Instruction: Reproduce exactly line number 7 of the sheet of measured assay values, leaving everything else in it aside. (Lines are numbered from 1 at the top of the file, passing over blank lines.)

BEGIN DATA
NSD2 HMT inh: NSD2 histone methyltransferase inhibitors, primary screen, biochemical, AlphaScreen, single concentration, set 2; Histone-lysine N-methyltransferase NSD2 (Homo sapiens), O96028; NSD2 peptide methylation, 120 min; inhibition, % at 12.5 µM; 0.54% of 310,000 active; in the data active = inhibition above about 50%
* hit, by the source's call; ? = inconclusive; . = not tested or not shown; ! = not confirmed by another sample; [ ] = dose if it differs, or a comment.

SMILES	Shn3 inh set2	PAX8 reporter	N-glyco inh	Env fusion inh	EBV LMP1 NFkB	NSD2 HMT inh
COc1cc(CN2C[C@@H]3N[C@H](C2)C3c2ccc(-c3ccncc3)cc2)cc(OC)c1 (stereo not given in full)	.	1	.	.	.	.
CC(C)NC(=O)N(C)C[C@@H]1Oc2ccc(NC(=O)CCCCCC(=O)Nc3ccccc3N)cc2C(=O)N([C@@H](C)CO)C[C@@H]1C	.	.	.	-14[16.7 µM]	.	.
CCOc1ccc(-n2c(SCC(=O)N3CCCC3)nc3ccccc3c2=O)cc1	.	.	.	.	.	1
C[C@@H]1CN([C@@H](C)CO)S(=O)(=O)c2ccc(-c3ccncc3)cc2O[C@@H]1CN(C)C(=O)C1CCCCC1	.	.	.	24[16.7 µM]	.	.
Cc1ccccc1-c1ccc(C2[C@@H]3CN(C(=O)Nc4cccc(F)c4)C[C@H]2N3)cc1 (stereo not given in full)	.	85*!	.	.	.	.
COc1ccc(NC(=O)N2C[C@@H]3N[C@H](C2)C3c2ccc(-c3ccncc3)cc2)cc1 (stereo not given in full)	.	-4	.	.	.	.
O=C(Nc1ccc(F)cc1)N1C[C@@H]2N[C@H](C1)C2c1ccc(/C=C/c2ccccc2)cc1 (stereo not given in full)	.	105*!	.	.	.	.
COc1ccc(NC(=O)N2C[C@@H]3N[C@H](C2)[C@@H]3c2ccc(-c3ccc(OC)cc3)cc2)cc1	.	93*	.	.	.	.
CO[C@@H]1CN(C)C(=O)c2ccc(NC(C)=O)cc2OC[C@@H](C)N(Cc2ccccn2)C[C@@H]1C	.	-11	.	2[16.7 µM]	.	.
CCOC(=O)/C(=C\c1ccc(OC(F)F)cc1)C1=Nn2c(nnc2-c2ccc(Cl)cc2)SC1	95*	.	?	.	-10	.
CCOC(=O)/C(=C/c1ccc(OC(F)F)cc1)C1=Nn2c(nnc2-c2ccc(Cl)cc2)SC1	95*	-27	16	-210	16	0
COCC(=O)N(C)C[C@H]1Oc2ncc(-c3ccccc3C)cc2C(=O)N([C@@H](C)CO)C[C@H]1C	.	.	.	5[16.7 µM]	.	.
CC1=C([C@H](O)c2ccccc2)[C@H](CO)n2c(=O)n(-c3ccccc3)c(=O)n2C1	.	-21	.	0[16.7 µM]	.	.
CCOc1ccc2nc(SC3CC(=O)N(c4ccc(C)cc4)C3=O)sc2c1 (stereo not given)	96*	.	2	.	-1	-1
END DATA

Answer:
C[C@@H]1CN([C@@H](C)CO)S(=O)(=O)c2ccc(-c3ccncc3)cc2O[C@@H]1CN(C)C(=O)C1CCCCC1	.	.	.	24[16.7 µM]	.	.